• wright_is

      In reply to Waethorn:

      Given that one of the stipulations of sale from the UK Government was that the licensing model has to remain and ARM has to be independet, ARM can only become a wholly owned subsidiary that does ARM licensing. Anything nVidia does directly within ARM would fall under the license, so they would still have to keep everything separate, as far as I can see.

    • steenmachine

      In reply to Waethorn:

      Once it was known that ARM was open to bids, I'm sure the folk at Apple had vetted (1) purchasing and (2) potential purchasers. Neither (1) nor (2) is known right now.

      I wouldn't worry about what face Tim is wearing.

  5. wright_is

    You don't mention that one of the stipulations from the UK government on the sale of ARM is that the licensing to third parties has to remain unchanged.

    I think this is one of the things that made ARM unattractive to SoftBank, once some of its other investments took a bath and it found it couldn't just change the licensing model as it wanted to generate more revenue.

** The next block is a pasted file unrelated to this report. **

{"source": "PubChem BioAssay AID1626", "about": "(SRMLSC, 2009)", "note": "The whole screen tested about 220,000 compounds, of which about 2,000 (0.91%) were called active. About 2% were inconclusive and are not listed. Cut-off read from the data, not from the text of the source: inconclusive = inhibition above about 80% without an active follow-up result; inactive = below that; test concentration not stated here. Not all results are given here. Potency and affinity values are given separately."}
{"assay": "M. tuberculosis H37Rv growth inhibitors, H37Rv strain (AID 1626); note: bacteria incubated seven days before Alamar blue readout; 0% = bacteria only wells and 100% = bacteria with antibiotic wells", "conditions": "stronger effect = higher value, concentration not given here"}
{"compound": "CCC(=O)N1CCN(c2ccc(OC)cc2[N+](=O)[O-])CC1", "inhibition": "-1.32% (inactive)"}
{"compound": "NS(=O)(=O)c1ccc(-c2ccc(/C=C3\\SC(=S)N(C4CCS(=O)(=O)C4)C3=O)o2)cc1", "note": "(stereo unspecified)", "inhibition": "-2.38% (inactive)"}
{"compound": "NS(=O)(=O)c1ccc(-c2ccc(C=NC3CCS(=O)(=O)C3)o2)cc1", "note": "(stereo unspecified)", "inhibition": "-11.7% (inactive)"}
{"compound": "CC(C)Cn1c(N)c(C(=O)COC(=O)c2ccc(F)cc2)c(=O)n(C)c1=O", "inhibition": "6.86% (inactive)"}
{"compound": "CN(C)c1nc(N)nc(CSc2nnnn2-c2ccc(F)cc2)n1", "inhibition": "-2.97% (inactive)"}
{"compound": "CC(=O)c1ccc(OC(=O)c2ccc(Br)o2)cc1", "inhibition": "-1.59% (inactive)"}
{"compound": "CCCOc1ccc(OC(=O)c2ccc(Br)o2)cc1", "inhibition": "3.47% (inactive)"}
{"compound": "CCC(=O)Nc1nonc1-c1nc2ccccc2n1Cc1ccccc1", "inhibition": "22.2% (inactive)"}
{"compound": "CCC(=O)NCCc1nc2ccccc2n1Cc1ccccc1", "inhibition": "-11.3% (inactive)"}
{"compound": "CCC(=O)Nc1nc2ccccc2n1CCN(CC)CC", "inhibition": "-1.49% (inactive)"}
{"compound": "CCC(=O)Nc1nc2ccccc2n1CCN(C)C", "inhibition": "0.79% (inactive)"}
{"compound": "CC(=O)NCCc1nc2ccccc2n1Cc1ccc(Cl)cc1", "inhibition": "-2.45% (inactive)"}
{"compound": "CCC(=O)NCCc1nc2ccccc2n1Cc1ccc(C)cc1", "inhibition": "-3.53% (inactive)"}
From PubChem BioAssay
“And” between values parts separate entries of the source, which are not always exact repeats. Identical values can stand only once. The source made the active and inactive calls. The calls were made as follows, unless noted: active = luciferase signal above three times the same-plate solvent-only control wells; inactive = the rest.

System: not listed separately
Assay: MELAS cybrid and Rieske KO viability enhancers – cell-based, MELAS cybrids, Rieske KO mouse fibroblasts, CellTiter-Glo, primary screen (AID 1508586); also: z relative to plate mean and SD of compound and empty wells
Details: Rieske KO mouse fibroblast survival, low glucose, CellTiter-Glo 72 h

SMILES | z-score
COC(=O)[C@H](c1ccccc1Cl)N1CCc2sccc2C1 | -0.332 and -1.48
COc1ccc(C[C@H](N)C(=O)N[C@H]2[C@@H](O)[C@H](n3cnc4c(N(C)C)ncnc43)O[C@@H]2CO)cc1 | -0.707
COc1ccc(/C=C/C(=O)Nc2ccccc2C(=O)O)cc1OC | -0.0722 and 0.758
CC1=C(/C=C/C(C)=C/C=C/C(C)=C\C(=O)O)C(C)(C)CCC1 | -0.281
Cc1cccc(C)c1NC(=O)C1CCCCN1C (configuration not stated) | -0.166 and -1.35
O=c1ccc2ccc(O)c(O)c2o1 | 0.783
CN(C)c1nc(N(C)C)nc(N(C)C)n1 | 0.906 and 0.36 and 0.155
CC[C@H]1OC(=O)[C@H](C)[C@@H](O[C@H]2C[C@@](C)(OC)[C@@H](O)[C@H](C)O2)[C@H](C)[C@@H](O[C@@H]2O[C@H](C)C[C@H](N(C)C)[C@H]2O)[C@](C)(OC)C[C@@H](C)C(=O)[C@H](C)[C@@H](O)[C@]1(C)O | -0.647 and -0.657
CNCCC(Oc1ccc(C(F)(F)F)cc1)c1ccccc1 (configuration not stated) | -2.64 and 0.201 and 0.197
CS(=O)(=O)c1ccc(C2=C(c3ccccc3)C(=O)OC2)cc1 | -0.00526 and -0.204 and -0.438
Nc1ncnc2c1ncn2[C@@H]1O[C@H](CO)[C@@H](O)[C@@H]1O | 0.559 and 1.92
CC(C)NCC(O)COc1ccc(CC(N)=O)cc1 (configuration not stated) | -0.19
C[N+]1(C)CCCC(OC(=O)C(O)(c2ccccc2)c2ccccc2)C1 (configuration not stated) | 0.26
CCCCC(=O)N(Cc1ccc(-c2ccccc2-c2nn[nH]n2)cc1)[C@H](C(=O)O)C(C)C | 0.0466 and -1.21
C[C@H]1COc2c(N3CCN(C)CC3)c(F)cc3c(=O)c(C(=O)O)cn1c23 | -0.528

That would be a big stumbling box for Intel, possibly less so than nVidia, but that they would have to continue to license the intellectual property on FRAND type terms to their competitors, without being able to take a competitive advantage out of ARM for themselves (i.e. extending core ARM for themselves and licensing a lesser product to competitors) would make the deal hard to swallow for any chip design/manufacturing concern. nVidia might have ARM, but any competitive optimization would still have to be done outside of ARM, otherwise they'd have to license on that optimization, without prejudice.